Even the process of following Gaiman was inspirational. Meaney says he and Respect Films co-founder Jordan Rennert — who served as Neil Gaiman: Dream Dangerously's producer and cinematographer — "developed a lot of ideas for Trip House , the narrative film that ... [Respect Films will] be premiering on the festival circuit this fall." He goes on to say that:
The whole movie was inspired by Neil’s idea of a ‘soft place,’ a spot in the world where strange things are possible. Trip House is about one of those soft places, and the way it forces a group of friends to confront the demons and traumas they’ve buried deep within themselves.
Meaney also says "seeing Neil’s work ethic, and the way he’s able to do so much and be so giving to his fans is incredibly inspiring." The allegiance of Gaiman's fans is the stuff legends are made of, and it's due in no small part to the author's accessibility. His signing tours drew thousands of readers, each armed with an average of three books, and Gaiman would stay for hours to sign for, and speak to, each one.
In part, Gaiman's generosity toward fans is what led him to retire from signing tours. Several times throughout Neil Gaiman: Dream Dangerously, we see the author plunging his throbbing hand and elbow into a bucket of ice water to reduce pain and swelling. It's not comfortable to watch, but it serves as a constant reminder of the lengths to which Gaiman is willing to go in order to please his audience.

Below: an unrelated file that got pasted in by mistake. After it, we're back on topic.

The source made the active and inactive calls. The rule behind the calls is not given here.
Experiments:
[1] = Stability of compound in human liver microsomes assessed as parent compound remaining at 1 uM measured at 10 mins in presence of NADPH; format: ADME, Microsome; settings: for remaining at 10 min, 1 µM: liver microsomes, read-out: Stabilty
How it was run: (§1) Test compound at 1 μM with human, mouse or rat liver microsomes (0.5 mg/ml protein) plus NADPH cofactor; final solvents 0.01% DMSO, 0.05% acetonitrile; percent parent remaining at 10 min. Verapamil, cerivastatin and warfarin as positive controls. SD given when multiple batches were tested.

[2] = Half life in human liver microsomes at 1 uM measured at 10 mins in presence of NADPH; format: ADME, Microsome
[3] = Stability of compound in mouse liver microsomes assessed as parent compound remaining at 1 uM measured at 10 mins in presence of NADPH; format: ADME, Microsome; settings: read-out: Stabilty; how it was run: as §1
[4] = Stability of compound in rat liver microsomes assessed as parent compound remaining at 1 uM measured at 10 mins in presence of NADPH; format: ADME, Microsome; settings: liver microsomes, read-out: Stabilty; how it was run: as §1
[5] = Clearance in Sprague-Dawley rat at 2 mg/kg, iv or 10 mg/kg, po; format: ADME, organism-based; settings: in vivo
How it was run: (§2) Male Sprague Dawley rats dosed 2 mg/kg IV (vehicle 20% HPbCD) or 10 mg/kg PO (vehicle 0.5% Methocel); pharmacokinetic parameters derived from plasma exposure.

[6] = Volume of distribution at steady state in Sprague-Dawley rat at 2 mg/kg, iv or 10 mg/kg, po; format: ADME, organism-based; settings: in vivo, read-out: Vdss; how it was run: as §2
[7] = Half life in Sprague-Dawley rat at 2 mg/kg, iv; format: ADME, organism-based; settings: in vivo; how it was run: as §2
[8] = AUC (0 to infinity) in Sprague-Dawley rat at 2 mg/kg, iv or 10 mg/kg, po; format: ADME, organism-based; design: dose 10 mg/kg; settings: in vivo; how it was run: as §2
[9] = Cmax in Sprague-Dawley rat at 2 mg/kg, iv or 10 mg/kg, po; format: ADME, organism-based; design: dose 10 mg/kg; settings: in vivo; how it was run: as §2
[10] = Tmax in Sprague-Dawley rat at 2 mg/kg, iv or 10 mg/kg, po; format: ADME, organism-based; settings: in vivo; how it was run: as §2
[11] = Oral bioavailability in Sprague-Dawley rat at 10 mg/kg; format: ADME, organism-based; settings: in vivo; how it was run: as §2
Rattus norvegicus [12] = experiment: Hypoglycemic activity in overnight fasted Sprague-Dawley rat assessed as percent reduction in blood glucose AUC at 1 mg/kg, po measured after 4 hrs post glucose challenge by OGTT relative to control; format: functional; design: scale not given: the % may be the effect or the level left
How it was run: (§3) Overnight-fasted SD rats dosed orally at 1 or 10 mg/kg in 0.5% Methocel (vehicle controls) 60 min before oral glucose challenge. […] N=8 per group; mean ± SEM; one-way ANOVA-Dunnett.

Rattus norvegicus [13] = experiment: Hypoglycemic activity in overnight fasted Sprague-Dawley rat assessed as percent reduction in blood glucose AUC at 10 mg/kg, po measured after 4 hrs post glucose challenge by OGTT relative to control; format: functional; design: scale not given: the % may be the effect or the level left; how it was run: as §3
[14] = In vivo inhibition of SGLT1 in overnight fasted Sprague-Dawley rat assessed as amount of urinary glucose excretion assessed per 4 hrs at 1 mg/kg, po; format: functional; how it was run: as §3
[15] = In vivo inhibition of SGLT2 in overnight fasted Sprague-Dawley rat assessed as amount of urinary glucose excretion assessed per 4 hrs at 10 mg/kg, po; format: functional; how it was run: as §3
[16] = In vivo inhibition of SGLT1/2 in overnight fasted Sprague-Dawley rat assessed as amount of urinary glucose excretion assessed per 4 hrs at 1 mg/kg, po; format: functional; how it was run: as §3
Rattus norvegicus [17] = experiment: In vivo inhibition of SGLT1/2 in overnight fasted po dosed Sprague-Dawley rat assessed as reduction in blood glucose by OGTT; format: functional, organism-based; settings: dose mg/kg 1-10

Gaiman's affable nature belies an admitted shyness. The author says he "was initially completely terrified of the idea of live performance." Strange to hear from a man who gives hugs and advice upon request. Meaney says he "think[s] Neil has been doing press and interviews for so long that it wasn’t too hard for him to be comfortable on camera," but concedes that the Coraline author became much more joking as get came to know Meaney, Rennert, and the rest of the Respect Films crew.
Much of the material for Neil Gaiman: Dream Dangerously was filmed in 2013, during Gaiman's The Ocean at the End of the Lane tour. Meaney and Rennert followed Gaiman on the U.S. and U.K. legs of the tour. Gaiman says he's looking forward to his return to the solace of writing, which he calls a fundamentally "lonely" profession:
When you start out, you actually have to learn, as a writer, to be lonely. Because it's just you and a piece of paper. And even if you fill that piece of paper and you're filling the room with people in your head, it's still lonely.
The retirement from signing hasn't hurt Gaiman's career. Since he wrapped up The Ocean at the End of the Lane tour, the author has published a collection of short fiction ( Trigger Warning ), the last installment of a co-written trilogy ( Eternity's Wheel ), and a memoir ( The View from the Cheap Seats ). In June 2016, Gaiman revealed he had just wrapped up a 3-year-long book project, which turned out to be a collection of Norse mythology, due out in February 2017.
Looks like we have a lot of good art left to see from Gaiman and Meaney.
Images: Courtesy of Patrick Meaney